If the FBI works to shut down independent journalism Web sites that are critical of U.S. policy, isn't that news?
COMMENTARY | October 14, 2004
Journalists' organizations outside the U.S. are up in arms, but there's been hardly a peep here.
By John Hanrahan
Agence France-Presse thought it was news. So did the U.K.’s Guardian newspaper. Likewise BBC News, which reported that the FBI in cooperation with U.K. authorities had on October 7 "shut down some 20 sites which were part of an alternative media network known as Indymedia." But coverage of this significant, ominous event has thus far drawn almost total silence from the U.S. news media.
Journalists’ organizations, though, have viewed with much alarm the seizure in Britain of two web servers belonging to Rackspace, a U.S. web-hosting service that hosts some 20 Indymedia Web sites in 17 countries, including ones in the United States, the United Kingdom, France, Italy, Belgium, Yugoslavia, Portugal, Brazil and Uruguay.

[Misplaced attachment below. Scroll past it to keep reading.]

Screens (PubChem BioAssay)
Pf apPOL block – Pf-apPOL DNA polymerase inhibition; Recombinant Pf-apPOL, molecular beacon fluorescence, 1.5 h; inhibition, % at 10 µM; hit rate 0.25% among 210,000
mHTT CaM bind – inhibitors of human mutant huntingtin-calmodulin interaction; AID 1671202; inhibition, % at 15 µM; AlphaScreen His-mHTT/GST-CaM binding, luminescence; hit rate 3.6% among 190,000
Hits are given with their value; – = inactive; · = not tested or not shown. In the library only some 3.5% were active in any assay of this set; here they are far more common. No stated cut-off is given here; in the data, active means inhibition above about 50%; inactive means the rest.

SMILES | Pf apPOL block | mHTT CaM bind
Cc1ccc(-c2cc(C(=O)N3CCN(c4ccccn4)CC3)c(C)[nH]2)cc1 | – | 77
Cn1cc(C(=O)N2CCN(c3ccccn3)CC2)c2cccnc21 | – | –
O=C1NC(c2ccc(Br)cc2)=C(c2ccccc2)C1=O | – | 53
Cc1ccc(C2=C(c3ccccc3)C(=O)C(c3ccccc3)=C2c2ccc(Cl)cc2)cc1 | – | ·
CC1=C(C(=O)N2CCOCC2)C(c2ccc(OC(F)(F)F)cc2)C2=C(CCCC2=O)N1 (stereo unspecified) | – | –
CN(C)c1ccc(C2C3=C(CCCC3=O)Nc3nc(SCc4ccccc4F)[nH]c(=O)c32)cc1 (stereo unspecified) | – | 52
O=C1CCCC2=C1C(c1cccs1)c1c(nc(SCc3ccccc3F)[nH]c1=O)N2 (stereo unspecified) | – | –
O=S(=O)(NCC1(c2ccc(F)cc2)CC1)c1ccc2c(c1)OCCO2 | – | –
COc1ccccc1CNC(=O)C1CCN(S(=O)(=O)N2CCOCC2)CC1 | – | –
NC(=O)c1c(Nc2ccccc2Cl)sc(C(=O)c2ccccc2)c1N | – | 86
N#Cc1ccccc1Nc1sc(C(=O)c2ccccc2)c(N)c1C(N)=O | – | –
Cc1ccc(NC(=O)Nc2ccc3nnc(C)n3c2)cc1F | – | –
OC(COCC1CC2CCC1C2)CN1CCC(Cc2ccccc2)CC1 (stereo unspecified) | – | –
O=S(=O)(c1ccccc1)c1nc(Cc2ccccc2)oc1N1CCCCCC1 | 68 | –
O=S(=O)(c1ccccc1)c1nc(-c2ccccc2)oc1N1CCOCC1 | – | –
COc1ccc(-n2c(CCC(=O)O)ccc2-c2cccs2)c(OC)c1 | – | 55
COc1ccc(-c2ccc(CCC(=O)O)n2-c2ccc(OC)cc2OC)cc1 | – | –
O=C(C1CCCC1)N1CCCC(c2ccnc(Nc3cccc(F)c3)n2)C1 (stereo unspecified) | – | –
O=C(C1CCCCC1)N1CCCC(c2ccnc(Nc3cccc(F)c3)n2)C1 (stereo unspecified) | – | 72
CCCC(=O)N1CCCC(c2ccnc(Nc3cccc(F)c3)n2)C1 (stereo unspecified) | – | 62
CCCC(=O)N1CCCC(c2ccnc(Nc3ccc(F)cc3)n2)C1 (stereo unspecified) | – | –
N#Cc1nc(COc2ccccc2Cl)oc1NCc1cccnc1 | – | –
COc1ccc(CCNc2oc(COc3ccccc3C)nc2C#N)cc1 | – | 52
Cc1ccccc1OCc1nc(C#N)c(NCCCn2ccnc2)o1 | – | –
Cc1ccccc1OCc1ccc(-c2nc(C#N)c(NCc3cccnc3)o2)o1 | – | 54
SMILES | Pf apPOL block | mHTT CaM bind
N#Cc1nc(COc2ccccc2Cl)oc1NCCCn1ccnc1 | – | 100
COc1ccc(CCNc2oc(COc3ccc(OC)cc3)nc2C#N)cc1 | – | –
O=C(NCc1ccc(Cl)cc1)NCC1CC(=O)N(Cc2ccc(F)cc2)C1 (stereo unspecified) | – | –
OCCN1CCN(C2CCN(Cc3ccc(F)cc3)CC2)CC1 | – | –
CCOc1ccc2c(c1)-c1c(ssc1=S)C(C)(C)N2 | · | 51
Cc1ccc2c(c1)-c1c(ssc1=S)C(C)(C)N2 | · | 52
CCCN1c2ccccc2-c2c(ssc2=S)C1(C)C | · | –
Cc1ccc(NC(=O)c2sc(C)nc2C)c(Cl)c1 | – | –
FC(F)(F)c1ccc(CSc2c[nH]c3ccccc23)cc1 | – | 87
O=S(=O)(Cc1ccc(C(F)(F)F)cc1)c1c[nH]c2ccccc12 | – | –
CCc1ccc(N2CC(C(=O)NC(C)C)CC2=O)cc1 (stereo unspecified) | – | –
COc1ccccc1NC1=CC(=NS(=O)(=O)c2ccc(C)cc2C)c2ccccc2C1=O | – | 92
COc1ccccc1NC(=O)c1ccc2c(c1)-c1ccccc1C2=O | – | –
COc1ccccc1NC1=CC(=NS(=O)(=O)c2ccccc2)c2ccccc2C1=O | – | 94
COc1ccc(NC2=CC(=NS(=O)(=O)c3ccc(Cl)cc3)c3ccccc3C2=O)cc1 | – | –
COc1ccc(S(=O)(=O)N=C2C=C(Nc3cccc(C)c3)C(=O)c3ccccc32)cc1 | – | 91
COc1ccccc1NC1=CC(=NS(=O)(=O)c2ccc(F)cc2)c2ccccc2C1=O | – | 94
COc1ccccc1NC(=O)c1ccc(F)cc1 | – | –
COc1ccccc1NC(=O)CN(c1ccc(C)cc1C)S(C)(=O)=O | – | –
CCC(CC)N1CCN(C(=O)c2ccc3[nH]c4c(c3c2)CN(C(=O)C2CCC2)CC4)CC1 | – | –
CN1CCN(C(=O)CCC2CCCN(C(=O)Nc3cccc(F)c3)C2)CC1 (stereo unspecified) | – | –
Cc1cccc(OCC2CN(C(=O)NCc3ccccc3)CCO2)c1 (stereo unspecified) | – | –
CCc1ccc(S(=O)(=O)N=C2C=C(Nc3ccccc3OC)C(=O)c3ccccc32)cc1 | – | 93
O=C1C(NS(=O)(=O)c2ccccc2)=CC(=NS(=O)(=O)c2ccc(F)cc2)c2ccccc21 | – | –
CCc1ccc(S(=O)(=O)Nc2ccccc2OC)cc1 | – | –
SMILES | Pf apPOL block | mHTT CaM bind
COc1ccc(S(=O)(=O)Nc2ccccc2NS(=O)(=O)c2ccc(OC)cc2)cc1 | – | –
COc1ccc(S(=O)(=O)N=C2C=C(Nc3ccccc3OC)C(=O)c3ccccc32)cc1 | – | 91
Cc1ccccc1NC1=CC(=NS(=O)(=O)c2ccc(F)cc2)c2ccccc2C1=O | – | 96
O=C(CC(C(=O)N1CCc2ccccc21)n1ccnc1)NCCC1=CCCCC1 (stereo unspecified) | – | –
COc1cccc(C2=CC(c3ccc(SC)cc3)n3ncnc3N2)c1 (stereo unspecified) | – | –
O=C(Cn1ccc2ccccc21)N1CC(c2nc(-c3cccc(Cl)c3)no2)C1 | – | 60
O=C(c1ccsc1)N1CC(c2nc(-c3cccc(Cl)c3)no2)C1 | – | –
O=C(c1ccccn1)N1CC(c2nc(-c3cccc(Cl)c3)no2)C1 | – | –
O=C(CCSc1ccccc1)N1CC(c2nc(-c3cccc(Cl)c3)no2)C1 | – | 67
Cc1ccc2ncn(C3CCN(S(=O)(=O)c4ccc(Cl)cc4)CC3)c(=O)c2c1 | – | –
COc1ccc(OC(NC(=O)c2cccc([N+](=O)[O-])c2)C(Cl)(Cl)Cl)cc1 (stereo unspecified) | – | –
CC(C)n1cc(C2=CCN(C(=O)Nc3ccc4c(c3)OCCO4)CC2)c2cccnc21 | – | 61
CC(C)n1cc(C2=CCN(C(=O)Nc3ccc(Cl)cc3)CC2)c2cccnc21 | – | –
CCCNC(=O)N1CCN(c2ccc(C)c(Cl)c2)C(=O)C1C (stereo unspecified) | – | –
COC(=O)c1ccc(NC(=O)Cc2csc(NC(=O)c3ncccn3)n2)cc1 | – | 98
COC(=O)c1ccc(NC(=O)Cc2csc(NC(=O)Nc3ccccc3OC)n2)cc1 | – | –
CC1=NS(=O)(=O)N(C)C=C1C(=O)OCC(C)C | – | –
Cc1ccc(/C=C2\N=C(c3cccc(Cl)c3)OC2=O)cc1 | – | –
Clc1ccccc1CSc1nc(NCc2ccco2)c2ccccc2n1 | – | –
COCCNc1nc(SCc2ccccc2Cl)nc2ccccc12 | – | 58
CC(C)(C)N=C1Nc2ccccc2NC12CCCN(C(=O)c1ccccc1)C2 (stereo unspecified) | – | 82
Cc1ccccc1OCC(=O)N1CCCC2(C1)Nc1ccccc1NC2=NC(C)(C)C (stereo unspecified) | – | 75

"We have witnessed an intolerable and intrusive international police operation against a network specializing in independent journalism," Aidan White, general secretary of the International Federation of Journalists, was quoted as saying. "The way this has been done smacks more of intimidation of legitimate journalistic inquiry than crime-busting."
Another international journalists’ organization, Reporters without Borders, condemned the seizure of the Web servers and called on U.S., U.K., Swiss and Italian authorities for an explanation. Reporters Without Borders said the seizure came at the request of the U.S. Justice Department, "which apparently acted at the prompting of Italian and Swiss authorities."